It takes a lot to trump Napa Valley wines, but for the past few years, resident artists have usurped the throne. Napa Valley’s annual Arts in April, a series of monthlong events, provides hard-to-come-by visits with busy artists. Much can be gleaned from viewing their prodigious portfolios. Breathing the same air with these larger then life personalities can be memorable. You comprehend who they are and how they create.
Surrounded by gardens and vineyards, Carlo Marchiori’s Palladian villa functions as the artist’s portfolio. After working at Disney, he built the villa and hand painted every inch, decorating a Venetian salon and six rooms in trompe l’oeil frescoes. Walk inside and you are in Italy. Over an arched window, Carlo painted himself as the Doge of Venice. He transformed a bedroom into a sexually suggestive birdcage; another into a Native American teepee.
Carlo is an affable guide through his domicile. The villa recalls “the Italy I left behind,” he said. Specially, the Italian Lakes District outside Milan with its Palladium villas from the 1500s. “But I adopted to Californian ways,” he said, pointing to the California-style conversation pit in the main salon. For all his imaginative roving, he reveals a practical side. He lives in Calistoga because, “it’s sunny.” April 25: Carlo Marchiori Art Studio
Renowned winemaker Heidi Barrett’s creative output required another medium of expression. Her wines share the spotlight with her art. As a scuba diver, she encountered the underwater world of color. In an oil painting of a koi pond at her Maui hotel, carp swish their tails underwater. Colossal garlic and artichokes fill other canvases on display. April 1 – 30: Napa Valley Wine Train Station, Napa
When the airport limousine delivers clients from Munich to Gordon Huether’s studio, the staff hardly lifts an eye. Commissions for projects come from far and wide. Gordon’s Hay Barn tour is a head-spinning romp through the artist’s world. Drawings of art installations in wineries, airports, hotels and corporate headquarters only hint at this “compulsively creative” artist’s output. On the drafting table is a model of a golden hand with a crystal ball breaking through the pavement. It will tower over hotel guests when installed next year outside Napa’s Archer Hotel.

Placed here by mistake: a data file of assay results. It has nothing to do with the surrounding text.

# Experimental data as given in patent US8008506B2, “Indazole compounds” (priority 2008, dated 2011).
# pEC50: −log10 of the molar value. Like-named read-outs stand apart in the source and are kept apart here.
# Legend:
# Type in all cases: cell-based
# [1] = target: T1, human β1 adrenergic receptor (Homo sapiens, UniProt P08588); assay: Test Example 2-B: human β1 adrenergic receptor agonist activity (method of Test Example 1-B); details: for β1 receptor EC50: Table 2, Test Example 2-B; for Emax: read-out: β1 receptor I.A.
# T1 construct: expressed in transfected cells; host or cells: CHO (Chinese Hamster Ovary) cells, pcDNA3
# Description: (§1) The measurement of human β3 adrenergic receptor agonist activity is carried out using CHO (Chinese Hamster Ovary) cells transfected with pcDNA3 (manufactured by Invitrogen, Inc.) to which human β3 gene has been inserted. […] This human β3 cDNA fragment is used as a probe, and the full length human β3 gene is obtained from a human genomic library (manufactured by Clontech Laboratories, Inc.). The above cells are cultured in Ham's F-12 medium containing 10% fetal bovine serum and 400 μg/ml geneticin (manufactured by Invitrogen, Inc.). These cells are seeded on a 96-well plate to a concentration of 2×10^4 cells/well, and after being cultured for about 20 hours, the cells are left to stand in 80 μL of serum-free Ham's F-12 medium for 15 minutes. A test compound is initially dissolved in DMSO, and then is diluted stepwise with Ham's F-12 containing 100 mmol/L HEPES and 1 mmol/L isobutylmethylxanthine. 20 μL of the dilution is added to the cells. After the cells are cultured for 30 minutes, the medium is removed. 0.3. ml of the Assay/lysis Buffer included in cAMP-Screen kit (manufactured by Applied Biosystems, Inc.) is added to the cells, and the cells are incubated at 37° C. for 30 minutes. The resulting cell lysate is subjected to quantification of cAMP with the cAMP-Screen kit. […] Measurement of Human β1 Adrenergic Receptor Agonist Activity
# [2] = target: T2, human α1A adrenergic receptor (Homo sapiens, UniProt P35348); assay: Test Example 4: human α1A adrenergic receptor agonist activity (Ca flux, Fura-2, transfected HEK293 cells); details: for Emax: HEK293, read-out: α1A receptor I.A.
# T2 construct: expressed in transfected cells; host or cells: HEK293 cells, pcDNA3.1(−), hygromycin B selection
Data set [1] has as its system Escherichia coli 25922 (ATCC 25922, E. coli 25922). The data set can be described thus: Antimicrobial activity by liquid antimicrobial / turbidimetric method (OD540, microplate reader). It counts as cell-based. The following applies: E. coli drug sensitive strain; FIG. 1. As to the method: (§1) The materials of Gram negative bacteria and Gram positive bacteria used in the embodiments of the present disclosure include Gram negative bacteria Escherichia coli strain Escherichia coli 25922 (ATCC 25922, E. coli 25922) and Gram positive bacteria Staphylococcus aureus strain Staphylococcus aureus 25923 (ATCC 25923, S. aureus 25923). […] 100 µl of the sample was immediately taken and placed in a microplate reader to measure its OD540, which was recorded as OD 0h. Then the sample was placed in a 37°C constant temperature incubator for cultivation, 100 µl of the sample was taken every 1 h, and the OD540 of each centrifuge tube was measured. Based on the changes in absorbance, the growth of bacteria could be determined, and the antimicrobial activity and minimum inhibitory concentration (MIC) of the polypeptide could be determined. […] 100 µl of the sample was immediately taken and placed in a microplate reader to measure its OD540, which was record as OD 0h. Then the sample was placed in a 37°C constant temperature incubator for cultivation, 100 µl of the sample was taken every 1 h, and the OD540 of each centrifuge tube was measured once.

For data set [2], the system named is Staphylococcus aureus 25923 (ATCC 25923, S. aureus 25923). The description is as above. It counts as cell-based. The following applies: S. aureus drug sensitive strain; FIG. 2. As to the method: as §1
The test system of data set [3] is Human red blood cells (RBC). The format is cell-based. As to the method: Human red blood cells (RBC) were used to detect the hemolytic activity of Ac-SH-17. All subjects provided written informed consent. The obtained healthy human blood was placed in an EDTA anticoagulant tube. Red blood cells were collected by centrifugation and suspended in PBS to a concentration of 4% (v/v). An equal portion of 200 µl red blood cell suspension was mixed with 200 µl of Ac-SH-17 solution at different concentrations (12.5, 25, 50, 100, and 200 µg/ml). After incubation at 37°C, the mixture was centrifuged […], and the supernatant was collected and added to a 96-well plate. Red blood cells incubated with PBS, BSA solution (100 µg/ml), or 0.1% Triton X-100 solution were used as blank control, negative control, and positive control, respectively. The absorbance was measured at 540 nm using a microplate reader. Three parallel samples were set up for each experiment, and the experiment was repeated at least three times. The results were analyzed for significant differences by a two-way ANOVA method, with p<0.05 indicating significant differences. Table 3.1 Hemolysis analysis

This exposure may set in motion a wistful longing to create art. On a recent tour, a table arrayed in glittering glass pieces met with ripples of glee. After Gordon coached us, we sipped wine and worked in silence.
We journeyed to different places with the colors and glass shapes. By the end of the session, our 8-inch square glass tiles had become a city skyline, rainforest, cubist still-life and, on my tile, a red river beneath billowing clouds. I added faceted glass chips and burgundy glass pebbles to make the river ‘flow’ in reflected light. Pearlescent glass chips mimicked clouds you see on spring mornings in the valley. April 4: Gordon Huether Hay Barn Fabrication Studio and Gallery
Harvest Inn’s 8-acre estate immerses you in an artistic landscape. Dozens of sculptures peek from hidden groves or sprawl across green lawns. Ceramic rabbits forage in a redwood grove; a reclining nude curls her toes (recalling a secret pleasure, no doubt); a faceless human atop a ladder contemplates the “glass ceiling,” the work’s title.
On our visit, Shawn Hibmacronan’s gazing chair was a big hit. As he intended, we climbed up to view life from an elevated perspective. If the creative urge strikes, the Harvest Inn is prepared. The art concierge sets up easels, brushes and paints in the vineyards for hotel guests to paint the Mayacamas Mountains. April 1 – 30: Harvest Inn
Creative process: these words cover new territory in the case of Heather Jacks. New York City’s buskers inspired the music journalist to produce the multimedia project The Noise Beneath the Apple. Under-lauded street musicians have their due. April 9: Jessup Cellars
Sculptor Mario Chiodo, whose fabrication studio is in Napa, will drop by Jamieson Ranch to talk about the twists and turns of his creative life, sculpting monuments and memorials. April 8: Jamieson Ranch & Vineyards
You’d have to be a hollow log not to feel the creative charge up and down Napa Valley. View Arts in April activities, events and lodging packages.
—text and photos by Donna Peck